As Nature reports, a string of life scientists are migrating to the company, fueled by the promise of money, resources and the opportunity to pursue difficult goals. Resources at a Silicon Valley tech firm like Google are “exponentially greater than what you can get through academic circles,” Eric Topol, director of the La Jolla, CA-based Scripps Translational Science Institute, told the magazine. “And the metrics are different: instead of publications, it’s just, ‘Get stuff done,'” he added.
Google’s advances were enough to catch the attention of Thomas Insel, former director of the U.S. National Institute of Mental Health (NIMH). In September, the NIMH helmsman said he would step down from the institute after 13 years to work for Google’s reconceptualized Alphabet, applying the company’s technologies to mental illness. “The Google philosophy has been to seek a 10x impact on hard problems. I am looking forward to a 10x challenge in mental health,” Insel said at the time.
Jessica Mega, a cardiologist and professor at Harvard Medical School, recently put her academic career on pause to join Google’s Life Science group. In May, Mega announced that she would lead Google’s Baseline study, which aims to collect a broad swath of information from hundreds of samples to find disease biomarkers and eventually, provide a map of the human body. Google’s diverse team attracted Mega to the company, she told Nature. “What I find compelling is the immersion of people with strong technology backgrounds–hardware and software engineers–sitting next to people like myself,” Mega said. “The impact feels very, very large.”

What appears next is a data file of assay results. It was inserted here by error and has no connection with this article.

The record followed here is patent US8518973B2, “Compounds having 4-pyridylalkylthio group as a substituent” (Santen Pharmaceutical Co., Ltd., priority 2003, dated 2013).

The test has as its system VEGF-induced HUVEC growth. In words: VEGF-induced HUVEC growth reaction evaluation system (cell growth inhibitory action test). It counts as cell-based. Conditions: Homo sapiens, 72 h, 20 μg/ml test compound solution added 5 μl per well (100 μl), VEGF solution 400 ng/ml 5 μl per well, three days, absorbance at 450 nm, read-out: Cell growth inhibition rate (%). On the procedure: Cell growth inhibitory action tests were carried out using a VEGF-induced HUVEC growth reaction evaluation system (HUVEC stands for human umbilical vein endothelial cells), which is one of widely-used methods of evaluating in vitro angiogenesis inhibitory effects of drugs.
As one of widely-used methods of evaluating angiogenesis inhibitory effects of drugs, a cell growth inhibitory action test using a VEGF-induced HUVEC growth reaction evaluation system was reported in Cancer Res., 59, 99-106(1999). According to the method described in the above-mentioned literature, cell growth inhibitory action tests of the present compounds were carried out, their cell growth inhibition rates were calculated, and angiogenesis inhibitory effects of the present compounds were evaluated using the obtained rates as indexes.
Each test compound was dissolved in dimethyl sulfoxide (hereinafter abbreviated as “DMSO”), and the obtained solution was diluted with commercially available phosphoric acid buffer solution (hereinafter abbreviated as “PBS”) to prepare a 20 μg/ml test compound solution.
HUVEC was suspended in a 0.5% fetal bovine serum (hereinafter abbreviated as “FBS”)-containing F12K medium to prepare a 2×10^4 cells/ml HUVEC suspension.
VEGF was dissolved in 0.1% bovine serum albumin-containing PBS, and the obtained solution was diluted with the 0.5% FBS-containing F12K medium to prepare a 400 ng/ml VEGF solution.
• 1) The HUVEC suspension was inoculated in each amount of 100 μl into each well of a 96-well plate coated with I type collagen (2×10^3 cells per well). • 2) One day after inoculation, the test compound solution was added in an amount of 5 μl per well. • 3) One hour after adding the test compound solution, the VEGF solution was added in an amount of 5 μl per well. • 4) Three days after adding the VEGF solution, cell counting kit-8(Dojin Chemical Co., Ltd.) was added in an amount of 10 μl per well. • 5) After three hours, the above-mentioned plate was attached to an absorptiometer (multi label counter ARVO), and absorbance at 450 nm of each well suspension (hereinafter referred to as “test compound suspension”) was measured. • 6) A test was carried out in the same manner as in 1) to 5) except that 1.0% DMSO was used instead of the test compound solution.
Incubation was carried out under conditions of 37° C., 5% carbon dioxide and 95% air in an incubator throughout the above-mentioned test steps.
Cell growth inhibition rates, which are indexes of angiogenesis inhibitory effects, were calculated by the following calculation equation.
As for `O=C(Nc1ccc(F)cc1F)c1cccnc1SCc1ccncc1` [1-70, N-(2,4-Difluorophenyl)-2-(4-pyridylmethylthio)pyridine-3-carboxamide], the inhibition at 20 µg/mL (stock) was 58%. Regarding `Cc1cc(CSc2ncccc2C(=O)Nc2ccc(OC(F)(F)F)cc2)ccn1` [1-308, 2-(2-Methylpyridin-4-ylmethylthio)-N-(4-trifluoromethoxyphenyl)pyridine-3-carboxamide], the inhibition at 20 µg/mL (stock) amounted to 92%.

Which top scientist will join the company next is anyone’s best guess. However, the trend is not likely to end anytime soon, as Google forges ahead with its many initiatives. The company is working on a wide-range of projects, including a partnership for glucose monitoring and a collaboration to develop a smart contact lens. And recruiting talent could play a key role in accomplishing its goals. “I have a feeling we’re going to see a lot more recruitment of leading lights,” Topol said, as quoted by Nature.
REFERENCE: Fierce Medical Devices; 22 OCT 2015; Emily Wasserman